Next, I think it’s always fun to have one hot appetizer. We chose to try something new, Goat Cheese Tartlets with a port wine reduction. They are really tasty and pretty simple to prepare. I adapted this recipe from a new show on the Cooking Channel, French Food at Home.

Goat Cheese Tarts
1 cup ruby port
1 cup sugar
10-15 figs
1 sheet of puff pastry
1 log of goat cheese
1/4 c heavy cream
Toasted walnuts
1/2 tsp chopped rosemary
Salt and pepper

1. In a saucepan bring the port and sugar to a slow boil until the sugar dissolves. Reduce this mixture until the port begins to thicken, then add the figs. Continue to reduce until the port is thickened to the consistency of a syrup. Remove the figs after 10 minutes, but continue to reduce the port if needed.
2. Cut the pastry into rounds the desired size of the tarts using a pastry cutter or use a glass and a sharp knife. If you are using frozen puff pastry allow it to thaw about 15 minutes and gently lay it out flat. Place the pastry rounds on a parchment paper lined baking sheet and lay a second baking sheet on top of it, bake at 400 degrees for 15 to 20 minutes. If the rounds have not browned enough, take off the sheet and bake a few minutes longer.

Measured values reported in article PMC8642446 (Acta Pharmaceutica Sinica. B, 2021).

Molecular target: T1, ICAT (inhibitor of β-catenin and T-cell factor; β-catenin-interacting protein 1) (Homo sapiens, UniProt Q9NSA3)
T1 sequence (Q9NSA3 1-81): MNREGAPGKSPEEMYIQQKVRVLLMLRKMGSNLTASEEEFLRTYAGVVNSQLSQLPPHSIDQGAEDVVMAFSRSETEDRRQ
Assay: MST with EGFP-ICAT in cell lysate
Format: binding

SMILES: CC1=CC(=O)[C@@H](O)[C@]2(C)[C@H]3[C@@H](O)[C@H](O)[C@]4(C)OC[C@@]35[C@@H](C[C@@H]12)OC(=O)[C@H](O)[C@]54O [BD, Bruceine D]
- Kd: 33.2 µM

3. Mix the softened cheese and cream, along with minced rosemary, and season with salt and pepper
4. Spread the goat cheese on the tarts and arrange figs on top. Scatter with the nuts. Heat in the oven until the cheese is warm. Sprinkle the port sauce on top and serve.

Lobster Mac and Cheese
1 lb. pasta
6 tbs. butter
3 garlic cloves, minced
1/2 c red onion, chopped
1/4 c flour
2 c whole milk
2 c heavy cream
2 c sharp shredded cheddar cheese
2 c shredded Gruyere cheese
1 tbs dijon
dash cayenne pepper
S and P
3 lobster tails
Panko (Japanese) bread crumbs

1. Cook pasta according to directions on the box. Any type of pasta that you like will work, we used cellentani (aka Cavatappi). Season the water well.